The Vancouver Province’s Kent Spencer celebrated Vancouver 125th birthday with a look at some of the colourful characters that made our history rich.
First up was pioneer Sam Greer who’s Greer’s Beach is essentially what we know today as Kits Beach.
There are few Vancouver characters with more curious histories than Sam Greer and his daughter Jessie.
Sam Greer was a pioneer who spent time in prison for shooting a sheriff, while Jessie reached the pinnacles of society with her numerous good social works.
Their stories date back to the 1860s, when Kitsilano was so far out of town people took weekend camping trips to get away to a place called Greer’s beach.
It was named after Irish-born Sam Greer, who was described as a hothead and father of a rapidly growing family.
According to his daughter, Jessie Greer, Sam shot cougars and wolves from his back door and used a boat to gather smelts so thick they could be “picked up with a garden rake.”
Sam Greer put down roots near Kitsilano Beach, eventually raising a family of six.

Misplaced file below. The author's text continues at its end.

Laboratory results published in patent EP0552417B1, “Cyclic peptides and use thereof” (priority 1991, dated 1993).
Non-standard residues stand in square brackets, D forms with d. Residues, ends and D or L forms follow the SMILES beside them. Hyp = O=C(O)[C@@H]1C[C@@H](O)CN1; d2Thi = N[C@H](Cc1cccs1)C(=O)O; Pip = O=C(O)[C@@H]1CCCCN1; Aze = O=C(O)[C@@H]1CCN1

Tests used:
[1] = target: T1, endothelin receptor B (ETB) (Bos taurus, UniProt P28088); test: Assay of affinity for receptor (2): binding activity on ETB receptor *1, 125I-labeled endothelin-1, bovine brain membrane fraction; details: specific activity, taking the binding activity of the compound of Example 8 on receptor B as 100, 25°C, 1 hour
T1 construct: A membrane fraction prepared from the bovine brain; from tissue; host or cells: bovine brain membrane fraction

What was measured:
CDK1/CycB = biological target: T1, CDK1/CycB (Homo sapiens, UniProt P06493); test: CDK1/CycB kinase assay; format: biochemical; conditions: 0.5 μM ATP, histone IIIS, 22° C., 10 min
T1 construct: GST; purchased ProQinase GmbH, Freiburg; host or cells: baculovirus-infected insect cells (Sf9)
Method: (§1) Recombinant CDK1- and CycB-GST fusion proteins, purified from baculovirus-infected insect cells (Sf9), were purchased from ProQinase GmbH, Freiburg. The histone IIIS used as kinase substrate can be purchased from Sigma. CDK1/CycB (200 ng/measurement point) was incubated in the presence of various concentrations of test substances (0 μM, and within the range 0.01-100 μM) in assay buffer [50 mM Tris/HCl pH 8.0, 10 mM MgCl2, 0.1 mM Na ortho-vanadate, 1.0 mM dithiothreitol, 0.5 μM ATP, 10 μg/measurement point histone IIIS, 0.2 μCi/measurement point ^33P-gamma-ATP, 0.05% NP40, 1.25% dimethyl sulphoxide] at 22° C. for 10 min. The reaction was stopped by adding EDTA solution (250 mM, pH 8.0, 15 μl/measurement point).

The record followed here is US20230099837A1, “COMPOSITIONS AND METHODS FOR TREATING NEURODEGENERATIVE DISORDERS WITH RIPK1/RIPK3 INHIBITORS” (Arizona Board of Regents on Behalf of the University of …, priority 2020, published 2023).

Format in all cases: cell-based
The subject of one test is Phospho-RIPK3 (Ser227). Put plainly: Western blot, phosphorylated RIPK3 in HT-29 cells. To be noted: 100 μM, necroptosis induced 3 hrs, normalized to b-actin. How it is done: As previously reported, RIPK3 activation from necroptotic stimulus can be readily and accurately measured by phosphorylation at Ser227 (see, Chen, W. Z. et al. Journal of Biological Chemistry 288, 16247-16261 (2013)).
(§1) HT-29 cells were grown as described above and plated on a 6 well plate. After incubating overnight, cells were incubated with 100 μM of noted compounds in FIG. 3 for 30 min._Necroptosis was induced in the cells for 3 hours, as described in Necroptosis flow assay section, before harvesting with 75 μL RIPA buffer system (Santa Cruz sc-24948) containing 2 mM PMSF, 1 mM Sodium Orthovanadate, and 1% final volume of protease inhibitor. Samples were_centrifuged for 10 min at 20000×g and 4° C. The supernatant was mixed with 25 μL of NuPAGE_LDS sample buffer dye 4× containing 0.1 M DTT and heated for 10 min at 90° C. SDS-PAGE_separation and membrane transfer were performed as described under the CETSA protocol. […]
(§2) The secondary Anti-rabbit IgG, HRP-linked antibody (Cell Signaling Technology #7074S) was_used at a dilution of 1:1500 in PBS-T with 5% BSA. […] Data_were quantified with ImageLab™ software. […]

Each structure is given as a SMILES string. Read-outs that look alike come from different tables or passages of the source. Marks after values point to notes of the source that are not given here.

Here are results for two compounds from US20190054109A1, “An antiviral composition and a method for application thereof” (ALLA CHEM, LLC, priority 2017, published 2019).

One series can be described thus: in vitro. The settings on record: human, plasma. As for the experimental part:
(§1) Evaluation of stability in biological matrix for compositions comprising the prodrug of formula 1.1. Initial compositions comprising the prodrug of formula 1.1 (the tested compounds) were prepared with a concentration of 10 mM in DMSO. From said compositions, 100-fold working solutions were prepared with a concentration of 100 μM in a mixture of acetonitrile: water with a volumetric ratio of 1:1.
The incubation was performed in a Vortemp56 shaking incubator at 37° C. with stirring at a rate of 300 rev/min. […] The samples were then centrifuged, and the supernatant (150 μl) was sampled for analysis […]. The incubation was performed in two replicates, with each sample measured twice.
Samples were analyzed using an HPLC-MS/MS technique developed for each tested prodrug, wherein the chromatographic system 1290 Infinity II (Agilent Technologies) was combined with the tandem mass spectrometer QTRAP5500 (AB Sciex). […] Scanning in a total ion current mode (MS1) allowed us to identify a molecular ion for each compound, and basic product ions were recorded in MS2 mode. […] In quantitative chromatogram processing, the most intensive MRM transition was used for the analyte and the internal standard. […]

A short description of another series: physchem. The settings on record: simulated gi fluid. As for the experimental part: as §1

In 1862, he claimed 65 hectares of land on which to build a family farm.
But the Canadian Pacific Railway said it was actually Crown land which had been ceded to them.
The dispute was ugly. Greer fought back by taking down telegraph wires and filling in holes while railway workers were still digging them.
Things came to a head when New Westminster sheriff Thomas Armstrong appeared at his home and was greeted by a hail of buckshot coming through the front door.
Convicted of wounding the lawman, Greer spent time in prison and saw his farm razed. He lived into his 80s before passing away in 1925.
His daughter Jessie went on to win her place among Vancouver’s wealthiest and most cherished citizens.
Be sure to read the rest of Spencer’s article in the Vancouver Province.
Last modified: May 25, 2017
Greer must be rolling in his grave now that Kits Beach is owned by the Portland, OR based company McCormick & Schmicks (owner of the Boathouse). They reportedly bought it for a song after Watermark flamed out, now they charge for the privilege of visiting a “Public Park.”